The NBA’s heaviness gets heavier
It would be so nice if we were going deep on the 9-0 Bucks ... or the 8-1 Cavaliers ... or the 8-3 Jazz! The league's ongoing stream of troubling headlines, however, makes that difficult
It was just one week ago, under the headline Heavy Halloween, that I wrote about the various clouds that hung over the NBA on what is supposed to be the most playful of holidays.
Little did I (or presumably anyone else) know that, just a few days post-Halloween, finding actual basketball matters at the forefront of the news cycle would get even tougher.
On Thursday alone, Brooklyn's Kyrie Irving was suspended for five games by the Nets, ex-San Antonio guard Josh Primo and the Spurs themselves were formally sued by a former team psychologist who alleges that Primo exposed himself to her multiple times and Charlotte's Miles Bridges pleaded no contest to a felony domestic violence charge that comes with three years of probation rather than jail time — but also now positions the NBA to fine, suspend or even disqualify Bridges from playing in the league. On Friday night, furthermore, Mavericks guard Spencer Dinwiddie told reporters in Dallas that veteran referee Tony Brothers referred to him as a “bitch-ass mother----er” in a comment to one of Dinwiddie’s teammates.
Two long months for #thisleague, dating to the mid-September suspension of Phoenix Suns owner Robert Sarver and Sarver's subsequent decision to put the Suns up for sale, only seem to get longer.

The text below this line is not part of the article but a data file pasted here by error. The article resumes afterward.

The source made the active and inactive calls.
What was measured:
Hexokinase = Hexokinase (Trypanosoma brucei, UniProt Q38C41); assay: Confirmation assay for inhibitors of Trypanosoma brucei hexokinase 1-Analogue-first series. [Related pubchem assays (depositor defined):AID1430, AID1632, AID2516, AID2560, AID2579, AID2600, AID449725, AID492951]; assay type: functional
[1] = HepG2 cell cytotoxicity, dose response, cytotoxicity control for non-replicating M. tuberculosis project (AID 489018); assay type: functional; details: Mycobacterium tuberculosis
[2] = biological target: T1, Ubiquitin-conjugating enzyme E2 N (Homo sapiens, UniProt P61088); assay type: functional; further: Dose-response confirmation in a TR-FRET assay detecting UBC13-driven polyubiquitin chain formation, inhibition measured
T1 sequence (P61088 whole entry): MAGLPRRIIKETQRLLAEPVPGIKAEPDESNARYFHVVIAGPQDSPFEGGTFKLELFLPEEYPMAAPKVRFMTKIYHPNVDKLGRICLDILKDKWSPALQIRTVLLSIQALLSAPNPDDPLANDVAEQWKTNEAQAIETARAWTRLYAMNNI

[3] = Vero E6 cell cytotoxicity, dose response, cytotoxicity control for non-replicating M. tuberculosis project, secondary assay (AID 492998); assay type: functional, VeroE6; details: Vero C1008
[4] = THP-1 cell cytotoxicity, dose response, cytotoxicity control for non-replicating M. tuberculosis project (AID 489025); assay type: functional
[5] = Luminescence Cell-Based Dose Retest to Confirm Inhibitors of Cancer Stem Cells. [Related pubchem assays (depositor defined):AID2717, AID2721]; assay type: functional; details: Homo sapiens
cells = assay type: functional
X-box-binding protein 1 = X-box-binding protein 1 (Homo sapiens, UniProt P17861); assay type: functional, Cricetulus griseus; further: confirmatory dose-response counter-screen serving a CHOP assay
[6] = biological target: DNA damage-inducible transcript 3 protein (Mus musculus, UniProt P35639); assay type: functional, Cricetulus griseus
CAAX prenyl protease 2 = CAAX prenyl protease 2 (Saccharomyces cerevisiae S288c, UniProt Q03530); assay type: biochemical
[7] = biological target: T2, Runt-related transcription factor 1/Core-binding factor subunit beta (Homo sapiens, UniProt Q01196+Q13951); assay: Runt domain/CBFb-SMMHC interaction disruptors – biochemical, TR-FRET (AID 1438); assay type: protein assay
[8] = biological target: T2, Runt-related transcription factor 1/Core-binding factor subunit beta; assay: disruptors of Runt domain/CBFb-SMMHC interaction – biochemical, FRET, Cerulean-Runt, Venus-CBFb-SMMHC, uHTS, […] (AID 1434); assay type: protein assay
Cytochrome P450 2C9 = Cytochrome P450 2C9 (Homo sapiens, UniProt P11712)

I understand fully that some of you are utterly and understandably weary of the steady stream of downbeat subjects in this (and pretty much every other) NBA space. I also like the way my Substacking colleague Tom Ziller said it in a comprehensive roundup of weekend games that I urge you to check out: “At least the basketball is good.”
Yet such serious matters can't be ignored — especially when they all have such a significant on-court impact. (We couldn't even figure out a way to wedge the Ime Udoka and Draymond Green situations in before Paragraph 6.)
So it's the same drill here as last week: While a batch of the usual around-the-league notes is in its traditional TWIB spot further down and the rest of the column is populated with typical fare as we try to forge ahead as conventionally as we can, our opening statement had to make note of the latest rash of stories that continue to make the start of the season unavoidably disheartening.
"I’m completely empathetic to what’s going on here and I’m certainly not proud of the situation we find ourselves in,” Nets general manager Sean Marks said last week. “I’d like to get back to basketball."
A rare sentiment out of Brooklyn these days that everyone can agree with.
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Question of the Week
In the quest to convey some semblance of lightness in this TWIB compilation, I want to ask you something that I have also posted in Substack Chat for anyone who wants to weigh in. (And please read Friday’s explainer piece if you want to learn more about Substack Chat.)
While chaos was bubbling in so many places Thursday all across the NBA map, it was also brought to my attention that Nov. 3 was National Sandwich Day.
I frankly had never heard of National Sandwich Day ... but I have been saving a sandwich question for QOTW for the proper occasion. I think this qualifies.
What is the world's greatest sandwich?
On this scorecard, there are only two eligible answers. It's either the French Dip or a Chicago-style Italian Beef.
That's it. The Committee (of One) is prepared to accept no other answers.
Something tells me, though, that there will be a few (thousand) dissenting opinions among readers of this Substack. You are invited to visit my Substack Chat to agree or disagree with The Committee.
From my ongoing series of video essays for television, here's my latest piece for Bally Sports Southwest on the Utah Jazz, their surprising 8-3 start and how this isn't the first time that a playoff series against Dallas led steered the Jazz to a crossroads:
Dot Dot Dot (🏀🏀🏀)
🏀 There is growing pessimism in various corners of the league that Kyrie Irving will